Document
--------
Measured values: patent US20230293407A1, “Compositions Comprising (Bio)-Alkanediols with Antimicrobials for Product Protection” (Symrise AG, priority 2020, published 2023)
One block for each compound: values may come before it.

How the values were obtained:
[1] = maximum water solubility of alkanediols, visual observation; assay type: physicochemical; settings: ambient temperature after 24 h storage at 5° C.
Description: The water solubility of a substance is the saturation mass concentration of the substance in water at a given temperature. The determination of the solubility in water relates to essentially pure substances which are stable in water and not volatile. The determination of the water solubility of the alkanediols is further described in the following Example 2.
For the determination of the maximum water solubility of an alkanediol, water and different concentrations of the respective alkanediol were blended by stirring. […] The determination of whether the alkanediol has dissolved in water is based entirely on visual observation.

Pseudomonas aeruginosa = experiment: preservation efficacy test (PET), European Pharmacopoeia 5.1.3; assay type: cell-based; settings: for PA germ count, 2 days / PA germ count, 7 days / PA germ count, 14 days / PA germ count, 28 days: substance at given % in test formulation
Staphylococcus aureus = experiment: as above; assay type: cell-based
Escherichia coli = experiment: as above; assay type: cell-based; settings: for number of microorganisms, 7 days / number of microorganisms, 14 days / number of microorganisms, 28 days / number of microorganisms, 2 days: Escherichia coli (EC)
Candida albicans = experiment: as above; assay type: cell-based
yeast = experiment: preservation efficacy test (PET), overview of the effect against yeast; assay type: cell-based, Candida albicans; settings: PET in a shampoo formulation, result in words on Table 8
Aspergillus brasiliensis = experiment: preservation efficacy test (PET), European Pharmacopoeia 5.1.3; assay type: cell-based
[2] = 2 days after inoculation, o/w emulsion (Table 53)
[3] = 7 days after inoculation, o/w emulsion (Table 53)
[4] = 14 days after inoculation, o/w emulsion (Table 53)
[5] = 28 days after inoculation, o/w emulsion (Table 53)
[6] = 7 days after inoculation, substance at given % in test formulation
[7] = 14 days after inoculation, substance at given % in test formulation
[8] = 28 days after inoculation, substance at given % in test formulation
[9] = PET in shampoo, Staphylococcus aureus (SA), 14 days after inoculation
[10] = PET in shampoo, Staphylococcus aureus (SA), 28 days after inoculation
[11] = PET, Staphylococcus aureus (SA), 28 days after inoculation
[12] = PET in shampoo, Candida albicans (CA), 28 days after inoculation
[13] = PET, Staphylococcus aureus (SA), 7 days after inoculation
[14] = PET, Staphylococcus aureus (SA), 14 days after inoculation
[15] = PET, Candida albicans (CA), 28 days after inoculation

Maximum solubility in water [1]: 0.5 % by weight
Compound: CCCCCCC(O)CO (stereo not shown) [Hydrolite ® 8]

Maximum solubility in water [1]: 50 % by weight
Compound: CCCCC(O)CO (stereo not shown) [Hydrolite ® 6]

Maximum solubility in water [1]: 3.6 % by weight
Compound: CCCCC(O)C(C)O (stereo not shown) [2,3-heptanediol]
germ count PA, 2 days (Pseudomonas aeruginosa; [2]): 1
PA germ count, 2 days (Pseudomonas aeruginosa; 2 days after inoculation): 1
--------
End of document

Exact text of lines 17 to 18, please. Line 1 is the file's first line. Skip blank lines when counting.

[6] = 7 days after inoculation, substance at given % in test formulation
[7] = 14 days after inoculation, substance at given % in test formulation